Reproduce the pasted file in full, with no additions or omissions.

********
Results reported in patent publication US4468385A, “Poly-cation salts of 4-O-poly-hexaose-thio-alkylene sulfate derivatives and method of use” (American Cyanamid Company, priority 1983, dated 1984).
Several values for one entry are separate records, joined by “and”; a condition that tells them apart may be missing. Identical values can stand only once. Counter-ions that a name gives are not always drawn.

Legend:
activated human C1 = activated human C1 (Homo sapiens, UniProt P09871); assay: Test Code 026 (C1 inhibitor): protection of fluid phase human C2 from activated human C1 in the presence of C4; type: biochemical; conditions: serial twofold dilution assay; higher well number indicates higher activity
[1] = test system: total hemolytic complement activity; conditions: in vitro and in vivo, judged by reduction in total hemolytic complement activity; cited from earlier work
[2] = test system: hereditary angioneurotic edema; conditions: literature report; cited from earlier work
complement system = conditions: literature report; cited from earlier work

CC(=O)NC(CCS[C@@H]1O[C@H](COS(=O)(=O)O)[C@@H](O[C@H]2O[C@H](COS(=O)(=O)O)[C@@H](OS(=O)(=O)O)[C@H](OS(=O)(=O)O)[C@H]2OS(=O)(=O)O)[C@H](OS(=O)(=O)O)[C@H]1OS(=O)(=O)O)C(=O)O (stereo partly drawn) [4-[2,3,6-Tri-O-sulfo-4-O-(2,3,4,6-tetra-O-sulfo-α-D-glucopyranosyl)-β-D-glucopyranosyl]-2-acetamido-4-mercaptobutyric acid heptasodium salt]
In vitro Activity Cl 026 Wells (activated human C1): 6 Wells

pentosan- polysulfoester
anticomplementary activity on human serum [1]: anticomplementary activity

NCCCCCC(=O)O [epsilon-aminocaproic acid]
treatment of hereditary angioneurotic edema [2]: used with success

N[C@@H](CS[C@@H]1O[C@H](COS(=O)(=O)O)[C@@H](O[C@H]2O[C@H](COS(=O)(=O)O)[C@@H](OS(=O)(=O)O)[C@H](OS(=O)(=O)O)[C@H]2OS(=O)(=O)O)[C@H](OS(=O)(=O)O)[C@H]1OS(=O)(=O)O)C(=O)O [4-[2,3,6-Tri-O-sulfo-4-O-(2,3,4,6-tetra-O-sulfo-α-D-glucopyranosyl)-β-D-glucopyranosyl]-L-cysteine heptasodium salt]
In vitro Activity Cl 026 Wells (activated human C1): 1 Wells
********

Results reported in patent publication US4468385A, “Poly-cation salts of 4-O-poly-hexaose-thio-alkylene sulfate derivatives and method of use” (American Cyanamid Company, priority 1983, dated 1984).
Several values for one entry are separate records, joined by “and”; a condition that tells them apart may be missing. Identical values can stand only once. Counter-ions that a name gives are not always drawn.

Legend:
activated human C1 = activated human C1 (Homo sapiens, UniProt P09871); assay: Test Code 026 (C1 inhibitor): protection of fluid phase human C2 from activated human C1 in the presence of C4; type: biochemical; conditions: serial twofold dilution assay; higher well number indicates higher activity
[1] = test system: total hemolytic complement activity; conditions: in vitro and in vivo, judged by reduction in total hemolytic complement activity; cited from earlier work
[2] = test system: hereditary angioneurotic edema; conditions: literature report; cited from earlier work
complement system = conditions: literature report; cited from earlier work

CC(=O)NC(CCS[C@@H]1O[C@H](COS(=O)(=O)O)[C@@H](O[C@H]2O[C@H](COS(=O)(=O)O)[C@@H](OS(=O)(=O)O)[C@H](OS(=O)(=O)O)[C@H]2OS(=O)(=O)O)[C@H](OS(=O)(=O)O)[C@H]1OS(=O)(=O)O)C(=O)O (stereo partly drawn) [4-[2,3,6-Tri-O-sulfo-4-O-(2,3,4,6-tetra-O-sulfo-α-D-glucopyranosyl)-β-D-glucopyranosyl]-2-acetamido-4-mercaptobutyric acid heptasodium salt]
In vitro Activity Cl 026 Wells (activated human C1): 6 Wells

pentosan- polysulfoester
anticomplementary activity on human serum [1]: anticomplementary activity

NCCCCCC(=O)O [epsilon-aminocaproic acid]
treatment of hereditary angioneurotic edema [2]: used with success

N[C@@H](CS[C@@H]1O[C@H](COS(=O)(=O)O)[C@@H](O[C@H]2O[C@H](COS(=O)(=O)O)[C@@H](OS(=O)(=O)O)[C@H](OS(=O)(=O)O)[C@H]2OS(=O)(=O)O)[C@H](OS(=O)(=O)O)[C@H]1OS(=O)(=O)O)C(=O)O [4-[2,3,6-Tri-O-sulfo-4-O-(2,3,4,6-tetra-O-sulfo-α-D-glucopyranosyl)-β-D-glucopyranosyl]-L-cysteine heptasodium salt]
In vitro Activity Cl 026 Wells (activated human C1): 1 Wells